4.5 (4)

4.5 (4)

#### Overview of this book

In this first-of-its-kind TikZ book, you’ll embark on a journey to discover the fascinating realm of TikZ—what it’s about, the philosophy behind it, and what sets it apart from other graphics libraries. From installation procedures to the intricacies of its syntax, this comprehensive guide will help you use TikZ to create flawless graphics to captivate your audience in theses, articles, or books. You’ll learn all the details starting with drawing nodes, edges, and arrows and arranging them with perfect alignment. As you explore advanced features, you’ll gain proficiency in using colors and transparency for filling and shading, and clipping image parts. You’ll learn to define TikZ styles and work with coordinate calculations and transformations. That’s not all! You’ll work with layers, overlays, absolute positioning, and adding special decorations and take it a step further using add-on packages for drawing diagrams, charts, and plots. By the end of this TikZ book, you’ll have mastered the finer details of image creation, enabling you to achieve visually stunning graphics with great precision.
Chapter 1: Getting Started with TikZ
Free Chapter
Chapter 2: Creating the First TikZ Images
Chapter 3: Drawing and Positioning Nodes
Chapter 4: Drawing Edges and Arrows
Chapter 5: Using Styles and Pics
Chapter 6: Drawing Trees and Graphs
Chapter 7: Filling, Clipping, and Shading
Chapter 8: Decorating Paths
Chapter 9: Using Layers, Overlays, and Transparency
Chapter 10: Calculating with Coordinates and Paths
Chapter 11: Transforming Coordinates and Canvas
Chapter 12: Drawing Smooth Curves
Chapter 13: Plotting in 2D and 3D
Chapter 14: Drawing Diagrams
Chapter 15: Having Fun with TikZ
Index
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# Using colors

We can add colors as options to \draw, as we did for Figure 2.3 when we added blue lines. When we look at circles, ellipses, and rectangles, we can see that the element can have one color while the inner area can have another color. We can add the latter using the fill option.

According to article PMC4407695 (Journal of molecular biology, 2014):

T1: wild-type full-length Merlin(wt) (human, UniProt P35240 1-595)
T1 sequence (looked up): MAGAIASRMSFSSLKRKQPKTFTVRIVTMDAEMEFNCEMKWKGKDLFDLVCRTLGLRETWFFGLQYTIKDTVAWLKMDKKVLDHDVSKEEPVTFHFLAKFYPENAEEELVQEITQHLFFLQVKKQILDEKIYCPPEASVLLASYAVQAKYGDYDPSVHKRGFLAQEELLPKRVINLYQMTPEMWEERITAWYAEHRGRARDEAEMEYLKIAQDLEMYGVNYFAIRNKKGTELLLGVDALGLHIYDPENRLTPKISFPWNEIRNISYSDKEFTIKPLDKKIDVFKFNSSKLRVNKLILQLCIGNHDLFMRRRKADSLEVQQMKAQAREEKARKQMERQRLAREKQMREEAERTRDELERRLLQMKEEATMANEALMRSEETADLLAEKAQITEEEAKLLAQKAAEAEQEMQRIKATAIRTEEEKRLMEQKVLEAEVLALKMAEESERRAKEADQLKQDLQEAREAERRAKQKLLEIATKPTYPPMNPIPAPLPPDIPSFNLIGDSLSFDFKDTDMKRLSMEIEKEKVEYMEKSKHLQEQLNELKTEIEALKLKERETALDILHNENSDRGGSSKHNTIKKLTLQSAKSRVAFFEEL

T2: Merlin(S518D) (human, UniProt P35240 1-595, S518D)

It’s easier to see it with an example – to draw a blue circle filled with yellow. For this, we can write the following:

\draw[blue,fill=yellow] (0,0) circle [radius=2];

Let’s now fill colors in Figure 2.9. We’ll use fill=yellow for the circle, fill=black for the ellipses, and make the arc thicker by using very thick. Also, let’s omit the rectangle. Our commands are as follows, in a complete document, with the changes highlighted:

\documentclass[tikz,border=10pt]{standalone}
\begin{document}
\begin{tikzpicture}
\draw[fill=black] (-0.5,0.5,0)
\draw[fill=black] (0.5,0.5,0)
\draw[very thick] (-1,-1) arc [start angle=185,
\end{tikzpicture}
\end{document}

When we compile this document, we get the following:

Figure 2.10 – A smiley with color

TikZ has another way of filling called shading. Instead of filling with a uniform color, shading fills an area with a smooth transition between colors. For our smiley, we chose a predefined ball shading that gives a three-dimensional impression. We set the shading=ball and ball color=yellow options for the face, and ball color=black for the eyes. The code becomes the following:

\draw[shading=ball, ball color=yellow] (0,0)
end angle=355, x radius=1, y radius=0.5];